For a punk college kid, working for the Forest Service was a good deal. On fires, there was little opportunity to spend money: food and accommodations were provided. We earned a lot of overtime hours and could earn hazard pay if we were the first crew on the scene or rode in on a helicopter to the fire site. I enjoyed riding in the helicopters! Most of the fires I went on were caused by lightning strikes in the dry mountains in Idaho, Eastern Washington and Oregon; we referred to their storm clouds as “cumulus overtimeus”. I earned good money: especially in 1990, which was a bad fire year. However, what I saved sure went fast once I went back to school!
I never felt like I was ever in any serious danger fighting fires. One time I was running a water hose from the windward size of a sizeable spot fire in a dry, dense desert forest area. The wind dramatically shifted, turning the smoke fire and in my face. I was quickly surrounded in dense smoke, which caused me to gag and stung my eyes as I fumbled toward a safe spot just a few steps away.
One other time our crew was working at night along the side of a very steep canyon. We were digging line around a fire that was mostly contained and not very active. Apparently we were to tie a fire line that was being excavated by a tractor on top of the ridge that we were working below. As we worked our way up the ridge, I became aware that the slope was getting steeper and steeper. It was about 4 am. As the sky was just starting to turn to day light, I stopped to look around and realized that we were virtually hugging to the side of a very steep cliff, wearing Vibriam soled work boots on mostly slickrock. One false step or trip would have ended me or anyone on my crew.
My crew was replaced on that fire line: our shift was done and we were heading back down the trail that we had dug. Halfway down the ridge we heard the distinct echo of a boulder tumbling down the slope, accompanied by the terrifying yells from the crew that replaced us. On the radio, seconds later, we heard what happened: oblivious to their presence, the bulldozer working above pushed a boulder over the edge of the ridge where the crew was working. As the crew chief said on the radio, “It was kind of like bowling at humans”. It could have been worse: the only injury was a firefighter who twisted his ankle while dodging the boulder.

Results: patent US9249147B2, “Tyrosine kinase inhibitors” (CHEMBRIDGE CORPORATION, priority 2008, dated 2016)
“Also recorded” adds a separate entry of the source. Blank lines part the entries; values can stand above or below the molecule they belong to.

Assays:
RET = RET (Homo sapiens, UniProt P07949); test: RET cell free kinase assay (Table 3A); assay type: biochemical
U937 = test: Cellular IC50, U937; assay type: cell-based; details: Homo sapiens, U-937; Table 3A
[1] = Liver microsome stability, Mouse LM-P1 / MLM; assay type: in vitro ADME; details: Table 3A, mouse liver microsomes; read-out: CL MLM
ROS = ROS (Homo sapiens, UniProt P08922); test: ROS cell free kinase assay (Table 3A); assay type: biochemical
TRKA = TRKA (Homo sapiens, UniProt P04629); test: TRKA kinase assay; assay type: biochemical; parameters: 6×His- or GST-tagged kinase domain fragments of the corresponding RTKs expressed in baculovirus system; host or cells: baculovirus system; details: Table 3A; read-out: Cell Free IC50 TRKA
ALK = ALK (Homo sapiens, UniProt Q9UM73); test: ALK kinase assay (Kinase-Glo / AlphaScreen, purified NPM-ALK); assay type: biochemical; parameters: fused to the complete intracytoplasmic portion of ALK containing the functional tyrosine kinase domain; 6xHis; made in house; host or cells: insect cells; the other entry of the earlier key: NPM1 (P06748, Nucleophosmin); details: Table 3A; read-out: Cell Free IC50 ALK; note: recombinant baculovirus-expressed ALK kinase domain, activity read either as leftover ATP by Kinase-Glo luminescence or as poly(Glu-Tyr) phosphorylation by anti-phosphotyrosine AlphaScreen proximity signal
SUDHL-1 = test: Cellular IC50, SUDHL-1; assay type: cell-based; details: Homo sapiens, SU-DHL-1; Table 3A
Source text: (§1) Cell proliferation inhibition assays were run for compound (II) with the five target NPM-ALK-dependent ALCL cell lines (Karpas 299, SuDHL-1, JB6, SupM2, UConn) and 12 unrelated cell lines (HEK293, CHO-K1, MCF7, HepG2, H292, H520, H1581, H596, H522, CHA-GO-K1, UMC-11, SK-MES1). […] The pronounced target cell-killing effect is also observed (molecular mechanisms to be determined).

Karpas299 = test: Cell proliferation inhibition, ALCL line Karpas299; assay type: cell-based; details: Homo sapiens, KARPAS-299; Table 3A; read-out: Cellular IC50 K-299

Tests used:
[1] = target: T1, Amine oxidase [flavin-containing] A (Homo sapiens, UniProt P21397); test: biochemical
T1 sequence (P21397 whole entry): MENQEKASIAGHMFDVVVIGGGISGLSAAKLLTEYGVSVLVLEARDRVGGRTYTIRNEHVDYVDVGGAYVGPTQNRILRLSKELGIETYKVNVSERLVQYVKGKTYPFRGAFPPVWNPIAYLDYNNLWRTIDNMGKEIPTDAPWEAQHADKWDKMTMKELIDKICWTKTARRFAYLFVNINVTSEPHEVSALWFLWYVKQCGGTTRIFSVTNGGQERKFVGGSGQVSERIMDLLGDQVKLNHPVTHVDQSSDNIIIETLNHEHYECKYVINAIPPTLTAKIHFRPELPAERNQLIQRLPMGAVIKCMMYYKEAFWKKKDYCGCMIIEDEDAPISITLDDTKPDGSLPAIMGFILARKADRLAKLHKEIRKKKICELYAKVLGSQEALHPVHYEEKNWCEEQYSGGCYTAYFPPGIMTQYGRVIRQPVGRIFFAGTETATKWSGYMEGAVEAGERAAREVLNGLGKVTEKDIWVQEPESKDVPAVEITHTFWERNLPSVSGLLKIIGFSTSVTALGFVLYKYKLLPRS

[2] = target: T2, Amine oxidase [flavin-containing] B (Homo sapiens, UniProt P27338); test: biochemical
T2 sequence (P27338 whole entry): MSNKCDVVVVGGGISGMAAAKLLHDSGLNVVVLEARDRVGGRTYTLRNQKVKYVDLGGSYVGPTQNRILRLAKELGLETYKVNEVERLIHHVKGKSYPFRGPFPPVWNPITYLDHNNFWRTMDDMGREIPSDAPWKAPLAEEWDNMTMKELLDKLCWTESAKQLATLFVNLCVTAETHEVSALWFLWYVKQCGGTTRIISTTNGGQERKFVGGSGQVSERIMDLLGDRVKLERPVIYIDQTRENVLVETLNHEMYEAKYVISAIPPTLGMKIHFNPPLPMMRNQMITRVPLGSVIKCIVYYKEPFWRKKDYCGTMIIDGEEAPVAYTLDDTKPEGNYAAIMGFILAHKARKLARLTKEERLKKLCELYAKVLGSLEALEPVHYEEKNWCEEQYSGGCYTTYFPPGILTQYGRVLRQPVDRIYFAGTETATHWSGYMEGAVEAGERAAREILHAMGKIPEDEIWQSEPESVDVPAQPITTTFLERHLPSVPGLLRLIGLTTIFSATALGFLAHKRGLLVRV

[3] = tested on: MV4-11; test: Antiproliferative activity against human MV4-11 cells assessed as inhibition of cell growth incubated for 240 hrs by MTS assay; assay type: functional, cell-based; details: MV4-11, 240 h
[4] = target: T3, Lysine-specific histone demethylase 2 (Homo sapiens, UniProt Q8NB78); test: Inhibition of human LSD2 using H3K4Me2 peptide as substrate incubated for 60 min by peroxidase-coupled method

I’m always astounded by news of firefighters who have died on a fire, and am captivated by Norman Maclean’s book “Young Men and Fire” and his son, John Maclean’s book “Fire on the Mountain”. (The latter is about a fire in the mid-90’s near Glenwood Springs, Co, a place I like to vacation to). So many calculations have to go wrong for people to die on the scene.
When there were not wildfires to go on, I worked on the Brush Disposal Crew on the Siuslaw National Forest. I collected as many work hours as I could, indifferent to the duties. This include “hooting” for owls at midnight (surveying for spotted owls), helping light and clean up controlled burns on plots of land that had been timbered, cutting miles of trail, and clearing overhanging brush from the forest service roads. I was occasionally a torchbearer, helping to ignite a control burn. The torches are canisters is filled with a combination of diesel fuel and gasoline. I don’t recall the proper proportions of the fuels: but I do remember once receiving a dangerous torch that had too much gasoline. The fire shot out of my torch like a flame thrower.
I enjoyed working in the woods in the summer. The work was often physical, and that made it fun. I recall once being 2/3rd of the way down a steep hillside for a control burn we were cleaning. The Argon gas canister of the Probeye, an infrared thermal viewer used to find “hot spots” that needed to be put out, was empty and I was volunteered to hike to the top to get another. As I started out, my chief got on the radio to bet that I couldn’t get to the top in five minutes. I put it in overdrive and barely made it to the top to win the challenge. I always finished my summers feeling like I was in great shape: and that helped me in the coming college ultimate season, too! I was shocked that I had gained about 15 pounds in one summer.
To run a chainsaw as part of the brush crew, you had to have Cork boots, instead of the typical Vibram soles. I refused to buy another pair of boot for something that I was rarely asked to do. Instead, I dug around the basement of grandma and grandpa’s house and found Mark’s Cork boots. They were at least 3 sizes too big and largely worn out, but I made them work with about three pairs of thick socks. I was frankly dangerous with the chainsaw. The saws we used were large and heavy. I was not! I struggled to keep pace with my counterparts who were bigger and stronger than I was. A chainsaw can kick, which required forearm strength to control. Outsized by the chainsaw, by the end of a day, all my concentration was on not losing control due to arm fatigue and subsequently losing a limb.